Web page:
Thursday, October 27, 2005

A disturbing trend

[Hattip to Mike L for this article]

Legislating religious correctness (Weekly Standard)

Scot, a diminutive 55-year-old bearded Pakistani with speckles of white in his black hair, was forced to flee Pakistan for Australia in 1987. As a devout Christian who says that he's filled with evangelistic zeal, Scot had never shied away from debating Muslims on theological matters. Unfortunately for him, in 1986 Pakistan adopted a vague and open-ended blasphemy law, section 295-C, which prohibited any speech that directly or indirectly defiled the Prophet Muhammad. Punishments included the death penalty and life imprisonment.

According to Scot, he came under official pressure to convert to Islam near the end of his time in Pakistan, and was charged with blasphemy when he refused. When he fled to the safety of Australia, he didn't imagine that he'd again face legal penalties because of his faith.

Australia going the European route, it seems. As the article notes, noted Italian commentator Oriana Fallaci is facing a trial for villifying Islam. I wonder how these laws would have dealt with the Satanic Verses?

And it's not just about Christians criticizing Islam. In a free country, Muslims should be free to criticize Christian views as well. The unintended consequences (or maybe they're not so unintended) of such laws are quite chilling.

Recall the case in Britain last year of the play Behzti (Punjabi, for, I think, Shame), which talked about sex-abuse in the context of a religious setting, within the gurdwara. The play was forced to be cancelled because of riots from offended Sikhs. I recall how appalled I was when I heard that on NPR. It reminded me of the thuggish behavior of Shiv Sainik goondas in Mumbai (the Shiv Sena being the neo-fascist ultra-right-wing Hindu nationalist party that has had a deathgrip on local politics for ages). Salman Rushdie condemned the event -- who should know better about the importance of free speech, offensive free speech, in a liberal society? What was more troublesome was the endorsement of this censorship by the (Catholic) Archbishop of Birmingham. Yes, a religious community should be treated with respect. And true, when it comes to Christianity, a lot of stuff is produced simply to offend (remember that Madonna in a jar of urine thingie in New York a while back?). Religious communities can and should have the freedom to protest. But not to censor, necessarily.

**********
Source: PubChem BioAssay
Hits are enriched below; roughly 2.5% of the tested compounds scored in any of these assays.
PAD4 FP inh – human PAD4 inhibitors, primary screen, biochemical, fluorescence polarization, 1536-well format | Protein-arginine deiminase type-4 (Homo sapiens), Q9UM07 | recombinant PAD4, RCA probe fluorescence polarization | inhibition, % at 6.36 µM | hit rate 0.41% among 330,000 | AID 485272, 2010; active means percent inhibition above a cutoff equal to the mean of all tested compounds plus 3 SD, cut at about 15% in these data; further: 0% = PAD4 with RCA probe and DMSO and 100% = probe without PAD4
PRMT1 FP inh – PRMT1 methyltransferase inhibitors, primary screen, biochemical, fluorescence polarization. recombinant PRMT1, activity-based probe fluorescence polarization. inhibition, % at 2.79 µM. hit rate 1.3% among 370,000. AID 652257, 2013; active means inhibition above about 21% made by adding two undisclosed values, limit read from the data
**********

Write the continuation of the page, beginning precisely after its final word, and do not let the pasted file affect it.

And where, o where did we come up with this inalienable right, the right not to be offended?

[Christopher Hart at the Sunday Times has interesting commentary on Britain's attempt to join the anti-vilification club.]

1 comment:

assiniboine said...

In this instance, not disturbing at all -- the account you got was more than a little slanted.

This guy and his fellow Holy Roller (a Sri Lankan) went way over the top in exercising their freedom of speech and they really were villifying Islam by any objective standard. Of course it's possible to do that in all innocence under the draconian blasphemy laws of Pakistan and other Lands of the Pure, and I am not for a moment defending that sort of stifling of even the slightest degree of candour. Questioning others' articles of faith can be a useful exercise in broadening everyone's understanding when it's done respectfully. But these guys were taking it way beyond that. If there were such a thing as a tort of group defamation they would be liable for general, punitive and exemplary damages with costs on the solicitor and own client scale.